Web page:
I was treated to breakfast at La Madeleine’s this morning, one of my favorite places to go. The food was fantastic as usual: Quiche Florentine, Potato Galette, fresh sliced bread with preserves and coffee.
However…on the way there, riding along in the truck, I was looking out the window and wondered…
What would our ancestors have thought of our world today, could they see it through my eyes? Poles of all sizes, shapes and kinds which have replaced millions of trees, sticking up all over out of the ground, concrete, metal and glass everywhere the eye can see with only patches of green and appointed trees here and there being passed off as landscaping. Wires, transformers, coils, signs, advertising, etc., etc.
I believe they would hang their heads and cry.
Recently I replied to a post on Facebook when a middle aged lady said that she thought she was living in a much better world today than the one her grandparents lived in. She preferred living in a diversified neighborhood after living in all kinds of situations, including affluent areas. That is beside the point, actually. The point I was making was that our grandparents had a much better world. I said it was sad. Yes, we do have some improvements today. There has been progress, but at what cost?
Today, people are scared to death to let their children run around their own neighborhoods for fear they will be shot or they may never see them again. I remember leaving the house after breakfast and sometimes not showing up again until dinner time. It wasn’t because my mother didn’t care where I was; it was because she had all the names and phone numbers of all my friends…and besides, she basically knew where we would be, riding our bikes around the neighborhood park about a mile away. I grew up in that kind of world. A world where talking to strangers was the polite thing to do, not something fearful. A world where when a police officer told someone to “Stop,” they stopped because they knew if they didn’t a warning shot would be whizzing over their head.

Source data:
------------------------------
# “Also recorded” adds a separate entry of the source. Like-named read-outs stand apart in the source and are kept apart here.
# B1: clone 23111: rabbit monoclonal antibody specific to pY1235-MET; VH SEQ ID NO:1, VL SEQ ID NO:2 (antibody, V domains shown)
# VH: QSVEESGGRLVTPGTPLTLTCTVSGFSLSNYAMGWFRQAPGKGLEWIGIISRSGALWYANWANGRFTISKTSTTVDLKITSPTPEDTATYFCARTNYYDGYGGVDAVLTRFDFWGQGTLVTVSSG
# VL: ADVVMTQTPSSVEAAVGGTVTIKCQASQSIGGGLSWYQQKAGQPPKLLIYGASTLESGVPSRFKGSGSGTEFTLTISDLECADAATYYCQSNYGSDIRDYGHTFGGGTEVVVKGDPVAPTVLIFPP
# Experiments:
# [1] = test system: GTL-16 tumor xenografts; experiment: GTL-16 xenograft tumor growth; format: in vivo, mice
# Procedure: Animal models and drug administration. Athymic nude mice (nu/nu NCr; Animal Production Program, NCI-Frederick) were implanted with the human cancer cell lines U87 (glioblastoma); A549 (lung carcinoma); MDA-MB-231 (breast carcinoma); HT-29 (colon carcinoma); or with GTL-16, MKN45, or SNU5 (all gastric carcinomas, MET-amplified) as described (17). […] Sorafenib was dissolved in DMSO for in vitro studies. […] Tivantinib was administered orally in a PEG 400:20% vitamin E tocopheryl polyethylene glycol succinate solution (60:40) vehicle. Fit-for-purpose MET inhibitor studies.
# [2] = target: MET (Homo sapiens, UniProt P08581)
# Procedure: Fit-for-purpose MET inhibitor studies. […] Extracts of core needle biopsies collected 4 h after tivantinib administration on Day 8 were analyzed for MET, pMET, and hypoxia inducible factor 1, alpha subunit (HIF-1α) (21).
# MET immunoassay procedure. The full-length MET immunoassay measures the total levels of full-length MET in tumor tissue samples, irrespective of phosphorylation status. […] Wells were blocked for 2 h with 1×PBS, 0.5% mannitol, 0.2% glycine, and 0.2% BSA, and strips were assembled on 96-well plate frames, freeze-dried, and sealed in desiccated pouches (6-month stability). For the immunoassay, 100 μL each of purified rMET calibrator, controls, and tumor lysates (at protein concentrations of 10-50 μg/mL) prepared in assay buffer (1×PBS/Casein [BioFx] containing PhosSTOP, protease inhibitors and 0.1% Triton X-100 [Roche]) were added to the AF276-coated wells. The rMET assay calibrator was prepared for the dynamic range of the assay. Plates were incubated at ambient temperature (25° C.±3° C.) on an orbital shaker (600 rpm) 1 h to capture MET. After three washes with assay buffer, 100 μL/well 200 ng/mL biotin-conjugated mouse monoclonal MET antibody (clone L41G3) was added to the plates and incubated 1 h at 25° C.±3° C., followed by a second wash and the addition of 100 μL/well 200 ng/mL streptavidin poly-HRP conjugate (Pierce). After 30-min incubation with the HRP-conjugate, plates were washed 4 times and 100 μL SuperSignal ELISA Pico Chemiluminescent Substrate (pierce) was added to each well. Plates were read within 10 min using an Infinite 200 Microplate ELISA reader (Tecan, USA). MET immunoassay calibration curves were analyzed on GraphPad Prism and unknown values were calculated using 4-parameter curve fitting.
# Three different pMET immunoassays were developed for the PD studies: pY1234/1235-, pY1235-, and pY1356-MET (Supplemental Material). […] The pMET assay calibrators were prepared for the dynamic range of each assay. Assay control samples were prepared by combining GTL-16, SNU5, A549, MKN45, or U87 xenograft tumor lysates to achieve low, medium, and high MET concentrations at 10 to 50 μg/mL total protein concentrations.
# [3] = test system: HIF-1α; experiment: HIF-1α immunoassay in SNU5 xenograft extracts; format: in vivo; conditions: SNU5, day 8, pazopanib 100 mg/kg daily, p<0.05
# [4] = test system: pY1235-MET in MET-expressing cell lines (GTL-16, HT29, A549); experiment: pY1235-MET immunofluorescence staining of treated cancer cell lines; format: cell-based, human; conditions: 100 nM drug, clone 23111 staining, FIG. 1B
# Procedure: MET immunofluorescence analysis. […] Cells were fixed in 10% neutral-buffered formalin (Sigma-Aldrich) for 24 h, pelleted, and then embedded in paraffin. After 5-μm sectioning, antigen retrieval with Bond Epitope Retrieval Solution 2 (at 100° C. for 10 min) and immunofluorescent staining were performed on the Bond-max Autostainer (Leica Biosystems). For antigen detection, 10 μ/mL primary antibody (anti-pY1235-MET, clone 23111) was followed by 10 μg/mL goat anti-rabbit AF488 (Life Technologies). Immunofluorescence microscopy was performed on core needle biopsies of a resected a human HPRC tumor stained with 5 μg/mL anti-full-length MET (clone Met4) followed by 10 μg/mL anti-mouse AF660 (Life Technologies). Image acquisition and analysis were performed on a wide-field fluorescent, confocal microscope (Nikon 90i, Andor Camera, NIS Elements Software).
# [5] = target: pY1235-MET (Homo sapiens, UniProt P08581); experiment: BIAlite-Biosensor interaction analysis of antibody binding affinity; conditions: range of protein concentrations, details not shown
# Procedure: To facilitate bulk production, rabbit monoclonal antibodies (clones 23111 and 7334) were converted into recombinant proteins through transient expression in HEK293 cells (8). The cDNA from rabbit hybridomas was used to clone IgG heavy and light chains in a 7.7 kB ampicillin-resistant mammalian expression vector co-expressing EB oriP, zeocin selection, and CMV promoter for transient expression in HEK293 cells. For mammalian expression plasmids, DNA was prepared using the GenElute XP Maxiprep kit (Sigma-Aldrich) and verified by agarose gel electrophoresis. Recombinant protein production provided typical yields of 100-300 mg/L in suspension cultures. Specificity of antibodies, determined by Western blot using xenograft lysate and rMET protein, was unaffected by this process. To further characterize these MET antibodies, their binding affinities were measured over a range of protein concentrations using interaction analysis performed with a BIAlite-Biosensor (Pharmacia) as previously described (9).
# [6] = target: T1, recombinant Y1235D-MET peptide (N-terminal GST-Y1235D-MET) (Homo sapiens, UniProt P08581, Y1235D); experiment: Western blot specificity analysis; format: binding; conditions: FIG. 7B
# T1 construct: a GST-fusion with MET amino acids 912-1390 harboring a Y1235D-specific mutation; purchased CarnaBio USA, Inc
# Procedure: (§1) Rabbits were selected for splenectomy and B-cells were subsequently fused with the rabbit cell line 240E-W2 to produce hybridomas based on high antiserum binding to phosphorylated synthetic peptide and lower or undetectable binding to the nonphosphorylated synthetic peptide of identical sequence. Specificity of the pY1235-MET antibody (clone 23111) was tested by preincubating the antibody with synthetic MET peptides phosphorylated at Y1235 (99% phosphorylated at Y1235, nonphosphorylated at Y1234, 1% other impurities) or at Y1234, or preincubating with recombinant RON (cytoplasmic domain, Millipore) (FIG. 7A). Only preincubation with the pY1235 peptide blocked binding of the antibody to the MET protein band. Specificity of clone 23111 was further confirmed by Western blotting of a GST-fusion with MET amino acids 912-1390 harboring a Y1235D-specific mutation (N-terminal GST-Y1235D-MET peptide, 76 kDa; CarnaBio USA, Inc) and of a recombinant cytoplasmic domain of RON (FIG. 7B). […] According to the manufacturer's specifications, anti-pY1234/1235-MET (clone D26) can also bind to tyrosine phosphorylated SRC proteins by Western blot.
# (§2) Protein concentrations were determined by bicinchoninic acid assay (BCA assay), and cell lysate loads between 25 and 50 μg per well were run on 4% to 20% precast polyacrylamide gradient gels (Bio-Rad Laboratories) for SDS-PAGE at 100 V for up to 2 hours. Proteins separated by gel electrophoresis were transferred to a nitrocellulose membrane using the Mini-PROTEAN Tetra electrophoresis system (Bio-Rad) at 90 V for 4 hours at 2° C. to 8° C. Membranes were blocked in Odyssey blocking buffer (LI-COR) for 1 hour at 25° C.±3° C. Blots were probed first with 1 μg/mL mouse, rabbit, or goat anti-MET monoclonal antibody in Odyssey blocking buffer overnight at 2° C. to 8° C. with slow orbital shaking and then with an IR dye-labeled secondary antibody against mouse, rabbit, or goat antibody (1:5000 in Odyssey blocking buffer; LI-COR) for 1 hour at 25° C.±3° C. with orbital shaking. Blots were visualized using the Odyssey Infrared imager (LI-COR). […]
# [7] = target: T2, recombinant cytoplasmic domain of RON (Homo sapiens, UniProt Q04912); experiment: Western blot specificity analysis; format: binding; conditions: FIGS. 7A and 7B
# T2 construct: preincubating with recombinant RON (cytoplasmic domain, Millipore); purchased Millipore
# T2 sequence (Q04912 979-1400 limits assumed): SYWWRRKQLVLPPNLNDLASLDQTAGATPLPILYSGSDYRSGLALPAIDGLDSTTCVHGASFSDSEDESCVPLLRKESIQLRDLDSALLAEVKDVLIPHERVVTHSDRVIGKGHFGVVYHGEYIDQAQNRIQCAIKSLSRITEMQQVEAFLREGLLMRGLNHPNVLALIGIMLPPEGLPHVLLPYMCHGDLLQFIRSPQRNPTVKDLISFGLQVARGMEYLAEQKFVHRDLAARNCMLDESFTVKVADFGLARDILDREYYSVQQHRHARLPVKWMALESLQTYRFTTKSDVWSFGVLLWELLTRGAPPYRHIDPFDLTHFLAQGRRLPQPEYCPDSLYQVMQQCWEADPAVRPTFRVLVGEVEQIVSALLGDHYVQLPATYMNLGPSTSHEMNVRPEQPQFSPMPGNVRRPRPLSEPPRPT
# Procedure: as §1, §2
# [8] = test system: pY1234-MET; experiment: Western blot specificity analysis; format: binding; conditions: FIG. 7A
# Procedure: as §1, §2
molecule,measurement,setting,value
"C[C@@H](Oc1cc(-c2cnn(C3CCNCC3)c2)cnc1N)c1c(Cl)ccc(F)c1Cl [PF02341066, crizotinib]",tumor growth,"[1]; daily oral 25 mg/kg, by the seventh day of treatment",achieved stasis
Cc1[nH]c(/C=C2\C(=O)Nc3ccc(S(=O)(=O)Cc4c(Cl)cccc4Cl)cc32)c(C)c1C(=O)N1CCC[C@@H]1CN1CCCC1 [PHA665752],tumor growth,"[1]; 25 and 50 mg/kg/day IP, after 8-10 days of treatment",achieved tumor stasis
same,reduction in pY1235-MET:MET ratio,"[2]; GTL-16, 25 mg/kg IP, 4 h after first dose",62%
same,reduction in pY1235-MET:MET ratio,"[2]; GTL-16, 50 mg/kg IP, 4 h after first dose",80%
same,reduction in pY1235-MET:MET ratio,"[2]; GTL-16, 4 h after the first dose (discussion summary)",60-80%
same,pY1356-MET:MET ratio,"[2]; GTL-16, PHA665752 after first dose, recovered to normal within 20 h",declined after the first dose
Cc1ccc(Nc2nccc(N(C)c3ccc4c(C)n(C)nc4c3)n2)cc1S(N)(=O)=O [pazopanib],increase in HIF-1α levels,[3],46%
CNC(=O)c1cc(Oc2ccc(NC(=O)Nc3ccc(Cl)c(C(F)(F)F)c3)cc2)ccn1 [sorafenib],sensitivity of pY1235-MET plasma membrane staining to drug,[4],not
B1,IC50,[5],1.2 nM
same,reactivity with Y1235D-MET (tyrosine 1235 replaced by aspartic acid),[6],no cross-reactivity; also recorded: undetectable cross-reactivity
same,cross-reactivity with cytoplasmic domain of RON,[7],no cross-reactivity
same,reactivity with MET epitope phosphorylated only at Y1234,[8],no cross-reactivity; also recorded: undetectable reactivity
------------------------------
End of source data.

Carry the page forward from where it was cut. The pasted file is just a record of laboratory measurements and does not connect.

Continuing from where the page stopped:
My children grew up playing in a smaller neighborhood, but still, they took off on their own. I had the names and phone numbers (addresses as well) of all their friends. They would check in now and then, no not on cell phones but actually ride their bikes home and say, “Hi, Mom.” Maybe grab a bite for lunch or a snack and out the door again they went until dinner time. They didn’t spend their whole day on a computer.
Ah…now there’s another piece of progress.
The computer. Yes, I’m glad we have it because I’m an author and my work is much easier done on the computer, the research is easier, the editing is easier. But—
When I see a child outside riding a skateboard or their bike, it’s always a surprise today. Most spend their days in front of a screen, PC or cell or Ipad or notebook, staying in touch with…who? Looking up stuff they probably don’t need to be seeing or even knowing about? Talking to people they don’t know and sometimes shouldn’t know?
My reflection of today’s world is pretty bleak. I think our grandparents had a much better world regardless of what the lady on Facebook said. Yes, they were probably poorer, had less advances in medicine, had less “adult toys,” had only one means of transportation for the family, didn’t have a dishwasher, maybe not even a washer and dryer and certainly not A/C or TV, much less the computer. But I believe they had something we have lost. Peace of mind and a beautiful country, at least more of it than we have. And their grandparents? I wonder…
Yes, we have progress…but at what cost?